So there was "development" but not actually an increase in supply.
Street parking is theft. It's an absurdity that it is allowed to happen anywhere. I don't want to convince proponents of street parking of YIMBYism, I want to beat them at the ballot box and abolish their way of life.
INFINITE property tax glitch! (2022, still unpatched!)
I always figured that the construction/rent relationship was a statistical artifact: when a 50-unit older building gets a new 100-unit "luxury" neighbor in the adjacent empty lot, mean and median rents on the block have gone up even if the old building stays level.
Interesting read. As a dabbler in real estate investment (its been like shooting fish in a barrel here in Philly these past several decades), these dynamics of agglomeration do tend to overwhelm supply/demand effects in gentrifying urban areas in my experience, and agreed thats usually a very good thing. Smart developers craft newly gentrifying neighborhoods, making sure those cool amenities that drive early adopters are in place.
I’ve been part of investing in the Port Richmond neighborhood of Philly the past 10 years or so in anticipation of the gentrification now occurring, several projects that include apartments and condos but also a ice cream shop, market, bar and bottle shop and now looking at music venue space to fix up. My developer friend has a portfolio there and he and a few others are intentionally seeking to conjure attractive, complementary amenities to boost values for all.
Its a fascinating dynamic here in Philly - the traditionally white neighborhoods gentrify with much more ease and less tension. It took ages for Northern Liberties neighborhood (a longtime black neighborhood home to several members of band The Roots) to turn over. But then Fishtown, a white East European neighborhood, next gentrified with lightening speed.
And now running up the river North of that is Port Richmond, another traditionally white working class neighborhood clearly is going to gentrify before more inland Kensington, which has really horrendous problems, the heroin capital of the NorthEast
On the front lines of this, there are human issues with buying up neighborhoods to invest in them. Like many other things, it can be done humanely and compassionately or it can be done ruthlessly and without regard to trampling people. I’ve always insisted on projects where I’ve bought a dilapidated building that we give tenants at least 90 days rent free time for tenants to secure new housing as we give them the boot. But many others shoe marginalized tenants onto the streets or into desperate situations.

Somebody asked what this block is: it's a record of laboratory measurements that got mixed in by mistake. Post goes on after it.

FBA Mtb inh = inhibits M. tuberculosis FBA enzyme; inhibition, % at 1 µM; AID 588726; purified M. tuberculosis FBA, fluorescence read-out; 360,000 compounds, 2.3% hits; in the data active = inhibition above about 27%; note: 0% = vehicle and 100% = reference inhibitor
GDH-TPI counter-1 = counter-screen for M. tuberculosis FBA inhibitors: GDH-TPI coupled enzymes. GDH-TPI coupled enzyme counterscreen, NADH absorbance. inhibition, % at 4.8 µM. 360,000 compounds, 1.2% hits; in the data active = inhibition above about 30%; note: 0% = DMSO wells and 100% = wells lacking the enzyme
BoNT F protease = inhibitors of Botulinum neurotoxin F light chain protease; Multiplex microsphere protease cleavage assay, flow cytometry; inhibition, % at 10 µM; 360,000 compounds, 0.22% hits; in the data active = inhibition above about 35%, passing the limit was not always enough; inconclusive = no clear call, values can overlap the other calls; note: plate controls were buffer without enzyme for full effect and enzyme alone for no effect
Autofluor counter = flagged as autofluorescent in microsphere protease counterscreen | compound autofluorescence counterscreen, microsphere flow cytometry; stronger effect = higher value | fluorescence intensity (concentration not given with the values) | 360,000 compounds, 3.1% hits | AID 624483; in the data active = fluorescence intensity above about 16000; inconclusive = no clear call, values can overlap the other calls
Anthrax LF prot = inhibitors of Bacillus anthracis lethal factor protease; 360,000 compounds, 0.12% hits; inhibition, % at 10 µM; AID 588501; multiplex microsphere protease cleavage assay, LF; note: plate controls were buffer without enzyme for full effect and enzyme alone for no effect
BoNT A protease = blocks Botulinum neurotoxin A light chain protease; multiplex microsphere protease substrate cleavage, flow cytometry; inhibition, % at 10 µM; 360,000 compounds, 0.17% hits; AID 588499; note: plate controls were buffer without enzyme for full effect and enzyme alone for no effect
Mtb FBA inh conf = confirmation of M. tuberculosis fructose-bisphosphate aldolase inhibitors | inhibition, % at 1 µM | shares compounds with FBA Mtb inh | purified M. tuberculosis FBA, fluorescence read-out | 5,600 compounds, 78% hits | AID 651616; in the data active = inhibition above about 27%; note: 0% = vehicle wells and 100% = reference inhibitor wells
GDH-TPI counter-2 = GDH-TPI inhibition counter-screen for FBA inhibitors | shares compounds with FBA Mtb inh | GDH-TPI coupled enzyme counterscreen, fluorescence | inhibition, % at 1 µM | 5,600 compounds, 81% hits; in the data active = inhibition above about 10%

What is Matt’s plan for housing poor people? There really are significant numbers of people who are so income constrained that any improvement in their neighborhood’s amenities will price them out. Even if housing abundance drives down median rents this group will still be out of luck because they can’t afford the median rent.
Matt once advocated legalizing flop houses. This is only slightly less politically toxic than saying poor people should pay for housing by selling their teeth, hair, and kidneys. The precariat wants social guarantees because it knows it will lose bidding wars.
I think it's possible that the weird claims about SF in particular are a combination of SF being a special case and activists not being totally clear about what they value. First of all, with the endemic tech-hate among SF leftists, I suspect that when they talk about new housing not increasing affordability, I think they mean affordability to "normal" people, not to those toxic people who can currently afford SF market rents. And because SF is space-constrained and has a large pool of affluent people (and not-yet-affluent young people with tech jobs that let them afford stratospheric rents) jostling to move there. I don't find it unimaginable that any reasonable amount of new construction would fail to bring rents down to a level that activists consider acceptable.
Your discussion of gentrification also leaves out the activists' solution, which is to make neighborhoods nicer because it's the right thing to do, but not allow anyone new to move in so that they can't disrupt existing communities.
A touchy question. Are people poor because of lack of opportunity or inability to take advantage of opportunities?
Probably some of both. The first group will benefit from a community upgrade, but the second will be displaced. Attacking “stubborn” poverty means rehabilitating individuals, not localities.
Online left-YIMBYs try to portray NIBMYism as a problem of reactionary suburbanites and rich white liberal hypocrites (who I do love making fun of), but in my experience, a lot of the people who would benefit from development fall victim to this type of thinking too.
Low income renters in growing cities see new high rise apartment complexes being built and being filled with rich white hipsters and see their rent going up and make the simple calculation that the new apartment complex brought in the hipsters and drove their rent up. I distinctly remember hearing 3 of my older African American coworkers at the Oregon Convention Center grumbling that "they're trying to change our city" referring to a new apartment building in NE Portland some time in 2016/2017. (Yes, there are Black people in Portland, they mostly live in the Northeastern quadrant, which is where the Convention Center is located). Given where they worked, I'm assuming most of them were renters and would therefore directly benefit from pushing the housing supply curve rightward, but they certainly didn't see it that way. All they saw was the building being built, their rent going up, and rich white kids moving in. I can't blame them at all for drawing that connection.
Sadly to say, I think those of us who want to increase the housing supply face an uphill battle on all sides. Socialists don't want developers to make money, suburbanites don't want "those people" in their neighborhoods, and the people who increased supply would actually help are often pretty skeptical themselves and I can't blame them.